- Treating employees of both entities as a pool of workers available to both
- Shared clients and customers
- The existence of agreements between the potential joint employers
By way of example, the guidance points to the situation where an employee is employed at two locations of the same restaurant brand operated by separate legal entities. However, the same individual owns both establishments and the managers of each restaurant share the employee between locations and jointly coordinate her scheduling. The two employers use the same payroll processor and share supervisory authority over the employee. According to the DOL, these factors suggest a joint employment between both employers.
Vertical Joint Employment: “Vertical joint employment” may exist where the employee has an employment relationship with one employer (a staffing agency, subcontractor or other labor provider) but the “economic realities” show that the employee is economically dependent on, and thus employed by, another entity involved in the work. In contrast to the horizontal joint employment analysis (where the focus is on the relationship between the employers), the focus here is on the employee’s relationship with the potential joint employer. The factors suggesting that a business is engaged in vertical joint employment of a third-party employee are:
- Directing, controlling or supervising the work
- Controlling employment conditions
- The permanence and duration of the relationship
- The repetitive or rote nature of the work
- Whether the work is integral to the business
- Whether the work is performed on the premises
- Whether the business performs administrative functions for the employee, such as payroll, safety equipment and tools, transportation, workers’ compensation insurance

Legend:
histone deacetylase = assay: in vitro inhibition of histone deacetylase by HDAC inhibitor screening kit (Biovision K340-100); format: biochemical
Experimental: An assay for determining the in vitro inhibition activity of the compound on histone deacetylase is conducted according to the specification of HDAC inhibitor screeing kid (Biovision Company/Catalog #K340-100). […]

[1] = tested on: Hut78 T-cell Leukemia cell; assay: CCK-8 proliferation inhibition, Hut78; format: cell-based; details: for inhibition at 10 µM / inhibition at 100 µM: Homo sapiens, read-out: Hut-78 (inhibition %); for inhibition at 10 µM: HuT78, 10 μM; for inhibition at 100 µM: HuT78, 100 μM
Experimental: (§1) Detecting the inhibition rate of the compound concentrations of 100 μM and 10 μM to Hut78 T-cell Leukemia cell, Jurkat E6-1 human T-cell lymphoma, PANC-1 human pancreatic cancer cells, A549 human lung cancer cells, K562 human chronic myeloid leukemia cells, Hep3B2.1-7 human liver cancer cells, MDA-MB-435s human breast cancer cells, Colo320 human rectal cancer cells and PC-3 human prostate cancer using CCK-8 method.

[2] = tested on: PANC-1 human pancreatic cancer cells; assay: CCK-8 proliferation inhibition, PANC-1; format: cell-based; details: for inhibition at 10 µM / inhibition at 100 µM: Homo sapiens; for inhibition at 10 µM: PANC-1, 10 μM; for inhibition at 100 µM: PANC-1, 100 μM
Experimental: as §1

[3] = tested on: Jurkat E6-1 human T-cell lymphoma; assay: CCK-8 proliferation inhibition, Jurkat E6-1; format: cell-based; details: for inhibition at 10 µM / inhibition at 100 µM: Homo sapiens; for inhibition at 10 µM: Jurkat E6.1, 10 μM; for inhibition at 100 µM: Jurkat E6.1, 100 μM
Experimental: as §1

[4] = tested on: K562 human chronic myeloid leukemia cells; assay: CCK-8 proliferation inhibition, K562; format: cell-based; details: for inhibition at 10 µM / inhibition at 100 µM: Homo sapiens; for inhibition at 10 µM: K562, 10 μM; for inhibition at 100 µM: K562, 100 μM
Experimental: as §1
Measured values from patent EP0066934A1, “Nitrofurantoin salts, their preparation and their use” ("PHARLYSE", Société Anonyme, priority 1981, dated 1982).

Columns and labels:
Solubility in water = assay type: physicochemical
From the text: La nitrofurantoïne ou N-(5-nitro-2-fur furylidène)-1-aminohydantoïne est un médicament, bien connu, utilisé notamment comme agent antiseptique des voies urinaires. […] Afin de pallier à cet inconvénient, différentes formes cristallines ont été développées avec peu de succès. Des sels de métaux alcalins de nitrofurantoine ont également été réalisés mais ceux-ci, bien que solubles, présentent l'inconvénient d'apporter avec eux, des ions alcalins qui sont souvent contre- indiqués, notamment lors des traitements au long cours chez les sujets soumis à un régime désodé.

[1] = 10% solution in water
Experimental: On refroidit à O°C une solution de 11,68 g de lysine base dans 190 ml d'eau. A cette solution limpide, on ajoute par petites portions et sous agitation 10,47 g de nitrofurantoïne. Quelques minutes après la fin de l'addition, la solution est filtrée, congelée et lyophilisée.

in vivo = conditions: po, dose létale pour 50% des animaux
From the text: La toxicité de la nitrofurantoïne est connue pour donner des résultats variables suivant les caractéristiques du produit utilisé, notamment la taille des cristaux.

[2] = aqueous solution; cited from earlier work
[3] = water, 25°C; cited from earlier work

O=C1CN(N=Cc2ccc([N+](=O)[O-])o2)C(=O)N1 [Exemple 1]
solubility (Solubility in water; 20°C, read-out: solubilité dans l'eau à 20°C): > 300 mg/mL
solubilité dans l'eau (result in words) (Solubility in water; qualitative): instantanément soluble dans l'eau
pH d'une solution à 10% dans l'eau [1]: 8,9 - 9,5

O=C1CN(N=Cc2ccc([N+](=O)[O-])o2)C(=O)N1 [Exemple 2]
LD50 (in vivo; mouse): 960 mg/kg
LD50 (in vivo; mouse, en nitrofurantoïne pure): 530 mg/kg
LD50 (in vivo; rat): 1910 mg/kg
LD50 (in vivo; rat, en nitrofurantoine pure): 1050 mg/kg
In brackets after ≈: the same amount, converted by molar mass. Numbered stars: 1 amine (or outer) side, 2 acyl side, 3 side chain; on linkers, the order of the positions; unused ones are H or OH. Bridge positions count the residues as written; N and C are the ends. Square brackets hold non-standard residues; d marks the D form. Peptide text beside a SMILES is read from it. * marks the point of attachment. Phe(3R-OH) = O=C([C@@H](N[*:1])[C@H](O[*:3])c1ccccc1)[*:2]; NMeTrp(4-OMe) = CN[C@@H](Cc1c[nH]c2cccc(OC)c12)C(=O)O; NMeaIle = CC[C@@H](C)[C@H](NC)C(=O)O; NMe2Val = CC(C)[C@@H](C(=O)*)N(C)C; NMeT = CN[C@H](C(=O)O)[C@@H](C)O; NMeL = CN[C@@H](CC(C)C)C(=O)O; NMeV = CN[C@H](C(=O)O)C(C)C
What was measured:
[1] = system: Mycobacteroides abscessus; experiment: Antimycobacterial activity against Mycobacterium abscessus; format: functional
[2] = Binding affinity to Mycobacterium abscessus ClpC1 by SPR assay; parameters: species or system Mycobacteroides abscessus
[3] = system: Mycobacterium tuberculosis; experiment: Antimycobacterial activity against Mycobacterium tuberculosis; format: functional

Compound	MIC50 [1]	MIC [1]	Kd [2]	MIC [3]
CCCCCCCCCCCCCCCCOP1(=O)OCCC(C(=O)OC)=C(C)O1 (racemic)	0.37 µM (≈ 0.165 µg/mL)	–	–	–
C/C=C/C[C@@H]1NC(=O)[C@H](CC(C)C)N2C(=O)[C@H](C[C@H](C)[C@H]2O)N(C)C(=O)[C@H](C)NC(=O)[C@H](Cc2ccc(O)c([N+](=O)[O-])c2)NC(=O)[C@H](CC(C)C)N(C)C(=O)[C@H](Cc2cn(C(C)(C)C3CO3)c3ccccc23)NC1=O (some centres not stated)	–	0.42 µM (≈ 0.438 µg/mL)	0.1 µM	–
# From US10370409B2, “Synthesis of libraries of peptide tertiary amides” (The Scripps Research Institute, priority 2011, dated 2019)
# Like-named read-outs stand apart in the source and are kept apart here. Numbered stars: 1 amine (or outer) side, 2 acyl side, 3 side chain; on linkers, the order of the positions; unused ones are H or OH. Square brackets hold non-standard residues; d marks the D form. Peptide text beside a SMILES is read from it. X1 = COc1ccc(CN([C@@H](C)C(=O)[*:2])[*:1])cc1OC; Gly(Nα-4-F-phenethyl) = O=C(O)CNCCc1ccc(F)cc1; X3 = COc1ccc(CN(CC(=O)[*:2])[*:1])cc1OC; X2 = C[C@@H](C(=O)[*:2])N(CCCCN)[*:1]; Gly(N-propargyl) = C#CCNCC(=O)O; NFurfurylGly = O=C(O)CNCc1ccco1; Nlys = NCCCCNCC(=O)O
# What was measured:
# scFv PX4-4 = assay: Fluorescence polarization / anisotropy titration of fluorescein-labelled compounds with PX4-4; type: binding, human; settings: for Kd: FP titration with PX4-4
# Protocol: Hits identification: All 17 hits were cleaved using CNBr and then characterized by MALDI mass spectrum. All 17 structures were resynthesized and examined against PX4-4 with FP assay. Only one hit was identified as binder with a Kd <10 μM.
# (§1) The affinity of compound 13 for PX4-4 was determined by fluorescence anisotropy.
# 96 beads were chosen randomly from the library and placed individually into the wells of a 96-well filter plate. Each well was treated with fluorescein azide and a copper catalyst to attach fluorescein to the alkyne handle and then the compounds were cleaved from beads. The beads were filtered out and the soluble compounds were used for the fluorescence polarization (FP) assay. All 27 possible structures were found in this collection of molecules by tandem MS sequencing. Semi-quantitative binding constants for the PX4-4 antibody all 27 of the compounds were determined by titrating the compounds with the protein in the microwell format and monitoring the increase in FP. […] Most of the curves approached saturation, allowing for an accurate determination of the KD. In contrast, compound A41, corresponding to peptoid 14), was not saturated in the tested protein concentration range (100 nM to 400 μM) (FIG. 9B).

As an example of a vertical joint employer relationship, the guidance points to the situation where a laborer is hired and paid by ABC Drywall Company, an independent subcontractor on a construction project. The General Contractor (“GC”) provides all the training for the project, as well as the equipment, materials and workers’ compensation insurance, and is responsible for his health and safety on the site. The GC reserves the right to remove the laborer from the project, controls his schedule and provides assignments, but both the GC and ABC Drywall supervise his work. The laborer has been continuously working on the GC’s projects, whether through ABC Drywall or another intermediary employer. The DOL reasoned that these facts are indicative of a vertical joint employer relationship. However, consistent with its July 15, 2015 guidance on independent contractors, the DOL observed that the vertical joint analysis “must be an economic realities analysis and cannot focus only on control.”
JOINT EMPLOYMENT AND PRIMARY AND SECONDARY EMPLOYER RESPONSIBLITIES UNDER THE FMLA
On the same day it issued the Administrative Interpretation on joint employment status under the FLSA, the DOL issued guidance on the joint employer relationship and the corresponding responsibilities both employers assume under the FMLA. In determining the existence of the joint employer relationship, the DOL indicated that the “horizontal joint employment” and “vertical joint employment” factors applicable to joint employer determinations under the FLSA will likewise govern under the FMLA. In the event joint employment is established under the FMLA, in most cases one employer will be deemed the “primary employer” while the other will be deemed the “secondary employer.” The following factors should be considered in making that determination: